Improving Graphics Makes For "Shallow" Games
Richard "Lord British" Garriott, Ultima developer-turned-social gaming boss, has slammed the current state of the console market - suggesting that there's probably only one more generation left before mobile and social games overtake their living room brethren. On top of that, the need for increasingly pretty games is apparently stifling creativity and depth. We're "fundamentally doomed," I tell you. Doomed!
Or maybe not. Click through to read Lord British's latest bombshell in full.
Speaking to IndustryGamers, Garriott makes his case for consoles nearing their last generation - and why mobile gaming is bound to overtake it.
I think we might get one more generation [of consoles], might, but I think fundamentally they’re doomed. I think fundamentally the power that you can carry with you in a portable is really swamping what we’ve thought of as a console.
I play most of my games now on my iPhone and my iPad. In the last two years I’ve found more games that I’ve put way more hours into playing as a player than I have in any other period of my life. So I’m very excited about the new era, I’m a big believer in this new era, but it is very early on in this evolution, so there’s still a lot of work to do.
Improving graphics and high visual expectations for new games is apparently also holding us back. Garriott believes that each new advance is followed by shallow, vapid but beautiful games - and only periods of stability allow developers to focus on gameplay over style.
There are also major moments of technological improvement. Things like going from floppy disk to hard drives, the invention of 3D graphics processors, the emergence of the Internet to connect people together.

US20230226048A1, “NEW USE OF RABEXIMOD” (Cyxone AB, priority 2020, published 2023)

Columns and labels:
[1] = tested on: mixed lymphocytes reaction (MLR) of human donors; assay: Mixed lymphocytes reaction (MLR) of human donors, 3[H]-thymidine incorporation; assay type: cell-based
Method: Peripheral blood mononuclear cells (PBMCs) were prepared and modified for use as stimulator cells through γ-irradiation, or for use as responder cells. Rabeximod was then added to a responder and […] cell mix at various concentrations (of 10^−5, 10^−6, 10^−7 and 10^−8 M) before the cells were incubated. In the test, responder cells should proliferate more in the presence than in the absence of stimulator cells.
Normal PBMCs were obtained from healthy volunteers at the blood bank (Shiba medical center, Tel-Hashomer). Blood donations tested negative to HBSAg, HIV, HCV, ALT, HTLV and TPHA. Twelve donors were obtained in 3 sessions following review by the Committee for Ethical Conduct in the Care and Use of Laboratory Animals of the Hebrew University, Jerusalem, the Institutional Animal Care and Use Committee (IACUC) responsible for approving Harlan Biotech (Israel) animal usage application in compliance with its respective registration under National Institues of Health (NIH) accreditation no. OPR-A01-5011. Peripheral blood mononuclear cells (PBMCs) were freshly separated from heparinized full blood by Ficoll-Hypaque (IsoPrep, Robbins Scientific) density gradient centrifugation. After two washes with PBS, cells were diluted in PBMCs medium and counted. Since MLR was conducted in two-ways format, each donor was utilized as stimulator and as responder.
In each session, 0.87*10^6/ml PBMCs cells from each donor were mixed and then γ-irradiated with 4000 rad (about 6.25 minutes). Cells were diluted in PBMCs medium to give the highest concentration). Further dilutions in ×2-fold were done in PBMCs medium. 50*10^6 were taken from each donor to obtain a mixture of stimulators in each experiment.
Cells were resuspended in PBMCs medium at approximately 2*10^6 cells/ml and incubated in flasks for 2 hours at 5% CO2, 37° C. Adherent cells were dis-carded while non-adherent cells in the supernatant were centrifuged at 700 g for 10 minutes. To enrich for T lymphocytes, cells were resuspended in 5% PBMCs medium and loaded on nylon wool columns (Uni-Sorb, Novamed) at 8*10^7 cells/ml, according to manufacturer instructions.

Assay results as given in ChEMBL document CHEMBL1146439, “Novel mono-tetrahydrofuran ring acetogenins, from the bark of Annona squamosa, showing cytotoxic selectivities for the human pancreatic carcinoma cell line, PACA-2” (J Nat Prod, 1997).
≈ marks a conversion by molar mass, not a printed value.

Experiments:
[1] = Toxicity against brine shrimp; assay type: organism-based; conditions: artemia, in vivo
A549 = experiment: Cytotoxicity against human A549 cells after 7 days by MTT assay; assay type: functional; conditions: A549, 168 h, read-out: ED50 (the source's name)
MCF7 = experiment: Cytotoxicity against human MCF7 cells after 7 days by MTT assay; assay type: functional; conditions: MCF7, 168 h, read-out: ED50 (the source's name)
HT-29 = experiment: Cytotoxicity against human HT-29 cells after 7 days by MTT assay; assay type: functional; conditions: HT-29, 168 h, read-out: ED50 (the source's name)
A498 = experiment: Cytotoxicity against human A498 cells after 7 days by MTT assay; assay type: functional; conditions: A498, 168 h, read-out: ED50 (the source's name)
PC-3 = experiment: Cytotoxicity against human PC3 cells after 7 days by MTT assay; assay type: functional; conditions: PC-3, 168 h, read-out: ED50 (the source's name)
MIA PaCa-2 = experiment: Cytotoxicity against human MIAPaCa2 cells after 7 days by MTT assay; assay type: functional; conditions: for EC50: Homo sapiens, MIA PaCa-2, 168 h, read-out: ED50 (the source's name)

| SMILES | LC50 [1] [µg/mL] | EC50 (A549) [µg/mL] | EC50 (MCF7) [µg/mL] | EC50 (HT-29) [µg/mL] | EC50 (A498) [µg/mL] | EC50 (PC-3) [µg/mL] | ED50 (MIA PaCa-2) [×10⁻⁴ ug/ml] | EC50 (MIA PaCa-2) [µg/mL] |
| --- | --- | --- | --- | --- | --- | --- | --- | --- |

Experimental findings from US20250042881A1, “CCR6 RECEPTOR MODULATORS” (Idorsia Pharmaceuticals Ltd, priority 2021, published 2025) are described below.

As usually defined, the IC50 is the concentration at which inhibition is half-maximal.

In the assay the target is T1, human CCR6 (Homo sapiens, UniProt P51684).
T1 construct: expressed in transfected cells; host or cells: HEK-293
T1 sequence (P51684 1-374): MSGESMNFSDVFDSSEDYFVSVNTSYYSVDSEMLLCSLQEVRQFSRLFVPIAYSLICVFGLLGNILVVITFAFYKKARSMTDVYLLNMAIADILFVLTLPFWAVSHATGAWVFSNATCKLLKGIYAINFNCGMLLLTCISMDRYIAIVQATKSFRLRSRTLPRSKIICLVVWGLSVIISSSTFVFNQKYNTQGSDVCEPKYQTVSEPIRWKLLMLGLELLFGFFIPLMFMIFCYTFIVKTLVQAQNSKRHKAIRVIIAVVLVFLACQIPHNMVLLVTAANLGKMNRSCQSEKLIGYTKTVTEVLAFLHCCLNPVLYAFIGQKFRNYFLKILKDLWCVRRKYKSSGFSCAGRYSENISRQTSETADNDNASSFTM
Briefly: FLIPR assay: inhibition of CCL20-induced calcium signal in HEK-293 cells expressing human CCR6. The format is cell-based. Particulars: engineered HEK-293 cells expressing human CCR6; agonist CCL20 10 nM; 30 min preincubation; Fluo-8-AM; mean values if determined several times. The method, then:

As soon as there’s one of those big technological upheavals, I’ll say, the emergence of the CD drive. Immediately the graphic quality of the way you would draw your hallways and corridors in a simple first-person shooter became so much more beautiful that the game design, it allowed a great-selling game to be nothing more than a run-around-the-maze-and-shoot-things. It went back to its simplest form again, you didn’t need the depth.
Every one of these inflection points resets gameplay back to where games are very shallow, but much more beautiful than they ever were before. But to a person who appreciates the art form of computer games, it’s during those periods of stability of the platform that force developers to compete not just on my game looks better than yours, but my game is more interesting than yours.
Actually, we agree with him on that point. Just look at most historic launch titles. He makes an interesting argument, and you can read more through the link. However, as far as "doomed" consoles are concerned, we'd love to get your feedback!